Getting Gutches consistent girls matches hasn’t always been easy, according to North Medford head coach Tony Champion, and has created an opportunity to test herself against the boys a good amount of the time.

It’s something that Gutches has felt like has been beneficial as she readies for what is hopefully another run at a state title.

“I feel it’s definitely helped me wrestling against boys,” said Gutches, “because I can wrestle against people with different styles and usually guys are a lot stronger. When I wrestle girls, like at the regional tournament, I feel like I have an advantage on them.”

“It’s also helped because I get to try out some new stuff and see how it works on different people,” added Gutches. “There’s a limited amount of girls that you can wrestle around here, so it’s been cool to wrestle against guys and see how different people react to different moves.”

Although not as frequently as Gutches, Hall has also bounced between boys and girls competition this season.

For Hall, who Champion describes as “one of the toughest kids I’ve been around,” she’s not one to hide what she’s trying to accomplish during her time at North, either.

“I’m trying to go after what Kyleigh Lopez did and trying to be a four-year state champ,” said the soft-spoken Hall. “At regionals, I would love to win and I am going to put in as much effort as I can. That’s all it comes down to.”

Hall is 14-3 this season, with two of those losses coming to Crater junior Sienna Caruso, who has become a friendly rival for the North freshman. The two have wrestled against one another four times this season, with Caruso getting wins in the last two matchups.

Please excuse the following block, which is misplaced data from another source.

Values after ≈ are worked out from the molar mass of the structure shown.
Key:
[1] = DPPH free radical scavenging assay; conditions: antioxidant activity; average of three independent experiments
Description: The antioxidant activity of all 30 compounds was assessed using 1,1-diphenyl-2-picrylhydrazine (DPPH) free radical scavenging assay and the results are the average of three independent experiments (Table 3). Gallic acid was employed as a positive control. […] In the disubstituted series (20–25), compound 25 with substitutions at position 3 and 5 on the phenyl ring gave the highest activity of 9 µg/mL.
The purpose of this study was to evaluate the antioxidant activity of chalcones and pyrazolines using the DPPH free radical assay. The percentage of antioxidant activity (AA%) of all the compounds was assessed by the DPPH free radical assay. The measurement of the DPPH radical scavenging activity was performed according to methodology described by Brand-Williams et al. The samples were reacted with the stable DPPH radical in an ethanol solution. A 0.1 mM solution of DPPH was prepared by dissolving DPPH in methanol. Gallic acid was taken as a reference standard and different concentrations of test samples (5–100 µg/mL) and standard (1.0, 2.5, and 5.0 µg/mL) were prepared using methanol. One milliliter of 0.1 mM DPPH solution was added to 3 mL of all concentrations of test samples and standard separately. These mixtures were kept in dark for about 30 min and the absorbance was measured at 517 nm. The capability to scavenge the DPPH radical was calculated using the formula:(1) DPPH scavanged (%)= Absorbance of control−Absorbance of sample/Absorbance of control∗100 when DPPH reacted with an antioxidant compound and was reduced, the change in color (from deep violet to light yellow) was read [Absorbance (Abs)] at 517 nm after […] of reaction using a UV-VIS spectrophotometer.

“It’s cool because Sienna’s a junior and I’m sticking in there with juniors and I’m a freshman,” said Hall. “Sienna’s a nice person, even off the mat. She’ll get in there and wrestle you hard but she’ll talk to you after matches.”

Champion, who was the first-ever women’s wrestling coach at Southern Oregon University when the Raiders started the program in 2015, said Hall could drop down to the 100-pound weight class to give her a better path to a potential state title.

“I think she’s got a straight shot to get into the state finals at 100,” said Champion, “but I believe whichever weight class she goes at she’s going to be top three. I think she’s got a great opportunity.”

On the cusp of a trip north, Champion certainly likes where the Black Tornado is at entering the regional tournament.

Besides Hall and Gutches, Champion has wrestlers like Isabella Jaime (130) and Isabella Prinslow (145) who also have a chance to place at regionals.

“I think the girls are wrestling really well,” said Champion. “We came out of the (Oregon Classic) a couple of weeks ago a little beat up. We’re coming out now with pretty much everybody healthy. We’ve concentrated on being healthy and well-rested (this week). I feel just as good going into this regional tournament as any team ever. I think we’re going to be in shape.”

With Gutches and Hall leading the way, there’s a good reason why Champion is feeling the way he is about the Black Tornado’s success Saturday and beyond.

“They’re both physically in great condition,” said Champion of Gutches and Hall. “Mentally, they’re both spot on. I think they’re both focused and they’ve been focused on where they want to be at the end of the season for this entire season. I know that they both are ready.

“From the very beginning of the season, I’ve felt like I have two girls, at least, who can contend for individual state championships. It’s definitely in the realm this year.”

Reach reporter Danny Penza at 541-776-4469 or dpenza@rosebudmedia.com. Follow him on Twitter @penzatopaper.

Andy Atkinson / Mail TribuneNorth Medford's Sadie Hall and Estella Gutches.
Andy Atkinson / Mail TribuneNorth Medford's Sadie Hall and Estella Gutches.